The system 100 includes an SMBus 140 having a notification component 130 that identifies an event 145 (e.g., generated by the SMBus 140). The event 145 can be generated by the notification component 130 in response to a device event 155 generated by a device 150. For example, a battery may send an alert signal to the SMBus 140. The notification component 130 can then generate the event 145. Generating the event can include queuing a_Qxx control method. The notification component 130 is a computer component, as that term is defined herein. Thus, the notification component 130 can analyze the event 155 by techniques including, but not limited to, conditional branching techniques, interrupt vector table techniques, pattern matching techniques and the like.
The notification component 130 identifies the event 155 and interfaces with a driver 120. While interfacing with the driver 120, the notification component 130 may forward status and/or data with a driver call 145 to the driver 120. The status may be associated with the SMBus segment and may identify, for example, the device that generated the event and the type of event. The data may also be associated with the SMBus event and may provide information concerning the event (e.g., time, device, type of event). The driver 120 receives the driver call 145 and dispatches the SMBus event to an AML event handler 110.
Turning now to
The event handling tasks performed by the AML event handler 210 are simplified and made more efficient through the use of the three parameter read 270 and/or three parameter write 280. These three parameter methods access a buffer 260 (e.g., an operation region), to transfer status and various sized blocks of data. An operation region is a data object that can be divided into fields of various sizes that can be treated like other AML data objects and which facilitates communications with hardware (e.g., SMBus, memory, or Input/Output (I/O) ports). The type of operation region needed to access the SMBus is a BufferAcc operation region. The BufferAcc access type was defined by ACPI because the interface to the SMBus is more complicated than the interface for other resources for which operation regions are used (e.g., memory and I/O ports). BufferAcc operation regions were designed to transfer the entire buffer bi-directionally between the AML environment and the operation region handler in the function driver for both read and write operations. However, normal AML opcodes such as “Store” are only designed to pass data in one direction to or from an operation region. By employing the present invention, a BufferAcc operation region can be read via a three parameter Buffer_Acc_Read method and can be written by a three parameter Buffer_Acc_Write method, where the first parameter is the initial contents of the buffer before being passed to the operation region handler, the second parameter is a reference to the operation region handler field being accessed, and the third parameter is a buffer to receive the buffer returned by the operation region handler. Reads and writes to a BufferAcc operation region associated with an SMBus can trigger calls to an SMBus driver (e.g., driver 220).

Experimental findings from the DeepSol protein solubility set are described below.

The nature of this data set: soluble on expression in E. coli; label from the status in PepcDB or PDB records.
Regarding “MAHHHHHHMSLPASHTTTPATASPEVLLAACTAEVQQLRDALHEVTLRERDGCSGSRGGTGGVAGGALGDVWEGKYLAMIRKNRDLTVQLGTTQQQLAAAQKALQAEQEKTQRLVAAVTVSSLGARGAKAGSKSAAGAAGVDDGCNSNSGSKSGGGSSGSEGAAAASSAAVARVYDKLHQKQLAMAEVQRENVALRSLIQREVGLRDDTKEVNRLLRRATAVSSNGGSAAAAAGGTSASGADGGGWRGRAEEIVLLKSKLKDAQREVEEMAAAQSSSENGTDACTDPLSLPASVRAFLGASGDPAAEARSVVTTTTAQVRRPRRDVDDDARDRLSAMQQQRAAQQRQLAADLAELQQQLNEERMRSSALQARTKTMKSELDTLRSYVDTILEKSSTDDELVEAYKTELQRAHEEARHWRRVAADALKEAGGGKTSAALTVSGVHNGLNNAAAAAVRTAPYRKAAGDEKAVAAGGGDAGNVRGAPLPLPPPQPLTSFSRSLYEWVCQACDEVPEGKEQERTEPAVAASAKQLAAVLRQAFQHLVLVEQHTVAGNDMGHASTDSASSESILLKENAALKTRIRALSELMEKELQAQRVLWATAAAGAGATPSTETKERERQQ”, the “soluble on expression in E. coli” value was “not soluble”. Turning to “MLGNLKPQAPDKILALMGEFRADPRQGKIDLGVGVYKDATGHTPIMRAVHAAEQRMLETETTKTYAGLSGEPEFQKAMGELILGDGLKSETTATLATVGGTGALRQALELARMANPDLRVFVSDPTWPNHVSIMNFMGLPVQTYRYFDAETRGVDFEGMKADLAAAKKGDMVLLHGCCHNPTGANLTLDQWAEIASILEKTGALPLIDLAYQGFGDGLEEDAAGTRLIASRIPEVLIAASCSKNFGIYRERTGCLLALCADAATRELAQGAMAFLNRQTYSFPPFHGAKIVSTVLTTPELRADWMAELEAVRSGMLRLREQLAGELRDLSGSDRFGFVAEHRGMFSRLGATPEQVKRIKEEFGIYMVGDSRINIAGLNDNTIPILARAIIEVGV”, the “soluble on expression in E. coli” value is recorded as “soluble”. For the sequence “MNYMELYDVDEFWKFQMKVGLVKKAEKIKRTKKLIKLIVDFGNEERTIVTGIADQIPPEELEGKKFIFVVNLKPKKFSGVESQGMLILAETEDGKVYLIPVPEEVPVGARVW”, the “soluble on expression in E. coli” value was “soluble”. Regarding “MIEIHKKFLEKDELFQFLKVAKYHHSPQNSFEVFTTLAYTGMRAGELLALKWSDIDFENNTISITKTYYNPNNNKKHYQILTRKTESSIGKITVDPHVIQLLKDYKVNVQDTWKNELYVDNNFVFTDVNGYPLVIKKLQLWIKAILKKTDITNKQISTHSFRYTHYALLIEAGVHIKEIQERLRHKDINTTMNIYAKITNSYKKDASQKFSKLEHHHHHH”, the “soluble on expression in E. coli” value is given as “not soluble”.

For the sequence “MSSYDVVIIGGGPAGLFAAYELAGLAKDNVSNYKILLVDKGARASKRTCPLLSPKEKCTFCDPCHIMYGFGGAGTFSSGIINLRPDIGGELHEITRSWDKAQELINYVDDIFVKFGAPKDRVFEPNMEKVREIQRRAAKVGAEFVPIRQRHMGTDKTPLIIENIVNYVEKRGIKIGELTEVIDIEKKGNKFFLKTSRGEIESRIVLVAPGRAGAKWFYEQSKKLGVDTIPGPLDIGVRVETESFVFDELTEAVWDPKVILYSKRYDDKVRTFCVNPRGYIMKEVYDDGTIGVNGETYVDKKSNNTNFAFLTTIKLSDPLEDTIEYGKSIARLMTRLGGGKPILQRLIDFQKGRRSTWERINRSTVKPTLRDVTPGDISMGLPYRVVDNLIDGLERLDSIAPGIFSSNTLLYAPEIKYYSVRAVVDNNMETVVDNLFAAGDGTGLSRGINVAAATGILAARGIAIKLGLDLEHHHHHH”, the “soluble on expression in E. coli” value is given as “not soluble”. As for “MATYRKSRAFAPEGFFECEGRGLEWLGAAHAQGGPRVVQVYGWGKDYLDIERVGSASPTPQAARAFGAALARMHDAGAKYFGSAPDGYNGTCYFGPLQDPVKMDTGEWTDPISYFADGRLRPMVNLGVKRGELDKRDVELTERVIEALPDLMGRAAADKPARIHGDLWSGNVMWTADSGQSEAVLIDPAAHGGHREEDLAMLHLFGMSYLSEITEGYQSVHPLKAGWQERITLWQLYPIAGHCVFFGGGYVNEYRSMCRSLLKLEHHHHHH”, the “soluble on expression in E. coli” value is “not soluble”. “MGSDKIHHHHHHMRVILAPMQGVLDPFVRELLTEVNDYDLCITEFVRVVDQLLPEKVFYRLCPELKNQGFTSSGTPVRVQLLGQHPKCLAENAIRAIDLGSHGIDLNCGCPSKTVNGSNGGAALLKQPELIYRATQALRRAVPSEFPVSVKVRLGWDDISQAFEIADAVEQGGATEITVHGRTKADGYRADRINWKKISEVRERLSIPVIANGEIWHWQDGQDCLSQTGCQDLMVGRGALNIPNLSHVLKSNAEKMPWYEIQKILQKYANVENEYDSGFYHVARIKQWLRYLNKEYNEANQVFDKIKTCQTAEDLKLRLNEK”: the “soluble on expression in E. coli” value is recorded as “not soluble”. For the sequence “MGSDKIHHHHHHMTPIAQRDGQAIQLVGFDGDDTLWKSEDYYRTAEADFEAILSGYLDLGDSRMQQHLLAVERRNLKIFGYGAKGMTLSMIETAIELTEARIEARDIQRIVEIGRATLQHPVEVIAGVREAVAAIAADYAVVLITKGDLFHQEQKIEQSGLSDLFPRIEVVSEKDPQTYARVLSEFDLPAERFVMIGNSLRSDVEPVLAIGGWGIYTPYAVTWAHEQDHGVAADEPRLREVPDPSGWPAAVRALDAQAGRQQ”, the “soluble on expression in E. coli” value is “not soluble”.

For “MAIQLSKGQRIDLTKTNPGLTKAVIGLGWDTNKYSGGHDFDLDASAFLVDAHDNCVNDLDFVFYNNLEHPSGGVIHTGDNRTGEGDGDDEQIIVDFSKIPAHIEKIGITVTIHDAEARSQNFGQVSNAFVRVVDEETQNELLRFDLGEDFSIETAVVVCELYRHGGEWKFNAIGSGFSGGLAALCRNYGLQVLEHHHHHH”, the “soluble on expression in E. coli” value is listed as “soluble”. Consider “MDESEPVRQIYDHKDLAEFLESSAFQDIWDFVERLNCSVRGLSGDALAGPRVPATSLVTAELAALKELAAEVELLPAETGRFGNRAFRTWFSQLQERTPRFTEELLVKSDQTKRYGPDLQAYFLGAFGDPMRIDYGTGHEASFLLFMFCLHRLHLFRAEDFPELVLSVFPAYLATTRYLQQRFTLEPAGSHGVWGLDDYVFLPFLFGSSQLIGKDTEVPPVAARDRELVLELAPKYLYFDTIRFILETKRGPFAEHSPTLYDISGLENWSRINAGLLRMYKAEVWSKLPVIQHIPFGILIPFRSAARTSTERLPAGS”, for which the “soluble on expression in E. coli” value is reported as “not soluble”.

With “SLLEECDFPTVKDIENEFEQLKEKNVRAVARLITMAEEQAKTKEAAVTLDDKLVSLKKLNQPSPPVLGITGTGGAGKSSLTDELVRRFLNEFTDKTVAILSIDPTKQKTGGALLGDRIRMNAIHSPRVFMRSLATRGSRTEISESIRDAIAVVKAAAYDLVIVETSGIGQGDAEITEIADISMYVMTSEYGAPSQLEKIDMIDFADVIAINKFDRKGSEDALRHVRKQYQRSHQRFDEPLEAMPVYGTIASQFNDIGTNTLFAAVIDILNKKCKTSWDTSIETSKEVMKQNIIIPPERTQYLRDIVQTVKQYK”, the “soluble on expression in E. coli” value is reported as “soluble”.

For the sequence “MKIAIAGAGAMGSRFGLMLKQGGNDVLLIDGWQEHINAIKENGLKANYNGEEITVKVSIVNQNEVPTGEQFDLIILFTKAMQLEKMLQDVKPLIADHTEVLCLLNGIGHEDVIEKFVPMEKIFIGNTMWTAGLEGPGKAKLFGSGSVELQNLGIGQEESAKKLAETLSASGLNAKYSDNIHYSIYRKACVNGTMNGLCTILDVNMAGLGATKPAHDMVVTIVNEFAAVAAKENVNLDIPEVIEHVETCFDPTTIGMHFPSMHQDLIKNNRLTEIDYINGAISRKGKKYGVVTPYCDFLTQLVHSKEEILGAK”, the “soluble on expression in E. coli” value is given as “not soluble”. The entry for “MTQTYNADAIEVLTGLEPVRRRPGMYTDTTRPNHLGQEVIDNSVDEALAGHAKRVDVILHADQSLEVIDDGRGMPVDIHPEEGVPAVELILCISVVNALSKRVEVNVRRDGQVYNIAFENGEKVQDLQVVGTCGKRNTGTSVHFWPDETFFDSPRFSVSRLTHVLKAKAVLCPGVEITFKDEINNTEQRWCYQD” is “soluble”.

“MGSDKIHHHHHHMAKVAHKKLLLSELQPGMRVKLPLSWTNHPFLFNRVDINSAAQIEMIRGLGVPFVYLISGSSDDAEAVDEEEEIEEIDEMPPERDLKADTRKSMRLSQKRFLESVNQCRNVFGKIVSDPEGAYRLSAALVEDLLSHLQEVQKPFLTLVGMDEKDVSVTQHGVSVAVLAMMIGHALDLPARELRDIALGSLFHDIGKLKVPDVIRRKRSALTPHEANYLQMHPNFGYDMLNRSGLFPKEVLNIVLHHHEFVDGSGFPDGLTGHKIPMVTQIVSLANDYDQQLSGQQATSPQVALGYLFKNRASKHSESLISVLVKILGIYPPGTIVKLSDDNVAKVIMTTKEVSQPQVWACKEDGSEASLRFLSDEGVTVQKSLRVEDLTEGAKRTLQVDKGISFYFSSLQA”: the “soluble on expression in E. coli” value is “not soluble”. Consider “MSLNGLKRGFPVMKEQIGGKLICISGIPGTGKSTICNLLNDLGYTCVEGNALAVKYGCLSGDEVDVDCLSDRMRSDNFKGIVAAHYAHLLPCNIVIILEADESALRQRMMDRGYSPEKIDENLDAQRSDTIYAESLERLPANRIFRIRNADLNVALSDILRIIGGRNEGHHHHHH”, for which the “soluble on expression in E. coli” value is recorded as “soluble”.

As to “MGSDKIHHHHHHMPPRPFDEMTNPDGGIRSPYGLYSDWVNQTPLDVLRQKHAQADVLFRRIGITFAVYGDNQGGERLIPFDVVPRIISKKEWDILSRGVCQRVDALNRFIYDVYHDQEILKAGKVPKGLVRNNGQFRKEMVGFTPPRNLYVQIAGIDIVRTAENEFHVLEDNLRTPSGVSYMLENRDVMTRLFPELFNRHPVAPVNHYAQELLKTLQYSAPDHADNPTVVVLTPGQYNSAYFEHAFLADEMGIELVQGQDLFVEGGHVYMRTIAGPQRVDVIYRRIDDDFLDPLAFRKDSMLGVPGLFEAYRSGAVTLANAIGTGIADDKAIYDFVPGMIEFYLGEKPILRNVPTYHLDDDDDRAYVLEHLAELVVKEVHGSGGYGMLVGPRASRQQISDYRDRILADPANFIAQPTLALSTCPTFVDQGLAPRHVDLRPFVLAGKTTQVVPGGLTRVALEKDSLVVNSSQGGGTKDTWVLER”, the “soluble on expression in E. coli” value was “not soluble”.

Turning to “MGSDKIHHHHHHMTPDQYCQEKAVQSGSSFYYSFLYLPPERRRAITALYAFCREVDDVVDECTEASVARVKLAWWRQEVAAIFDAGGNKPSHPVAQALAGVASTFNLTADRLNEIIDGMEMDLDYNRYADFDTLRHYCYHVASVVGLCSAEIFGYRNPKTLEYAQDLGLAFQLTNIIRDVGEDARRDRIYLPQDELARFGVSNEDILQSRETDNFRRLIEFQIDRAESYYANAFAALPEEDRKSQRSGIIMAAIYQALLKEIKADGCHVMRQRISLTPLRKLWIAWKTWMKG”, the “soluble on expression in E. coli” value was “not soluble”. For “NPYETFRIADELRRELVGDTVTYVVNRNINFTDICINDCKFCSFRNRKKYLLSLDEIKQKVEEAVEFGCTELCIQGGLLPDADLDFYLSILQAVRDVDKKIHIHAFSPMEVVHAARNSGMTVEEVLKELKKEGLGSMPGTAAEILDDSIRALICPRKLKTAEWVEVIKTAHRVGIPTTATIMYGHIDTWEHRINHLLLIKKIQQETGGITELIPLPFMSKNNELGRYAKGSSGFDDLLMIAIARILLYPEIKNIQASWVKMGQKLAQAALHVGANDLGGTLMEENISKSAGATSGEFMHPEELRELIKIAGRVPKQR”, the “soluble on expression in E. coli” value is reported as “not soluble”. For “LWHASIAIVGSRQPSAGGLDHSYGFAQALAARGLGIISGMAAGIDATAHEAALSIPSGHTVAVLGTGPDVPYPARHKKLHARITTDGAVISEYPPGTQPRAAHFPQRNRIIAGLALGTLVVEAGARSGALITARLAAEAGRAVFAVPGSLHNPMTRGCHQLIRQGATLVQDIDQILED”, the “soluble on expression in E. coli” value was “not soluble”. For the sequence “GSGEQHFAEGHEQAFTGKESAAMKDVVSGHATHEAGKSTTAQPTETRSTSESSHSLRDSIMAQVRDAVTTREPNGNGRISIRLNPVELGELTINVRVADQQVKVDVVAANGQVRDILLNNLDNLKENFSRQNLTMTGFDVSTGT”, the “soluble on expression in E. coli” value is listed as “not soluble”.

One example of a three parameter buffer read 270 includes a first parameter that holds initial data that is employed by a computer component that accesses an operation region associated with the SMBus. Such initial data can control, for example, how the operation region is read, when it is read, the order in which it is read, and the like. Another example of a three parameter buffer read 270 includes a second parameter that is a reference to the operation region associated with the SMBus from which the data is to be read. Such a reference can be, for example, a numerical identifier that identifies a pre-defined operation region or a range of addresses that define an operation region. Another example of a three parameter buffer read 270 includes a third parameter that holds the data read from the operation region and/or which holds a reference to a memory location(s) where the data that was read was placed.
The three parameter read 270 can be made from the AML event handler 210. Thus, an SMBus event handler can be written at a higher level, simplifying SMBus event notification handling.
One example of a three parameter buffer write method 280 includes a first parameter that is the data to be written to an operation region associated with an SMBus or is a reference to a location where the data to be written is stored. Another example of the three parameter buffer write method 280 includes a second parameter that is a reference to the operation region to which the data is to be written. The reference identifies the operation region and can be, for example, an index into an operation region address table, an address and/or a range of addresses. Another example of the three parameter buffer write method 280 includes a third parameter that is a status code returned by the computer component that wrote the data to the operation region. Such status code may indicate, for example, the success or failure of the write and/or the amount of data written. The example three parameter buffer write methods 280 facilitate the AML event handler 210 accessing the SMBus via the buffer 260. The higher level ASL methods simplify writing SMBus event handling code. Furthermore, by facilitating writing variable length data blocks directly to an operation region associated with the SMBus 240, the three parameter write method 280 facilitates reducing the number of interrupts associated with SMBus data transfers and reducing the number of components involved in such transfers. Thus, efficiency improvements are achieved.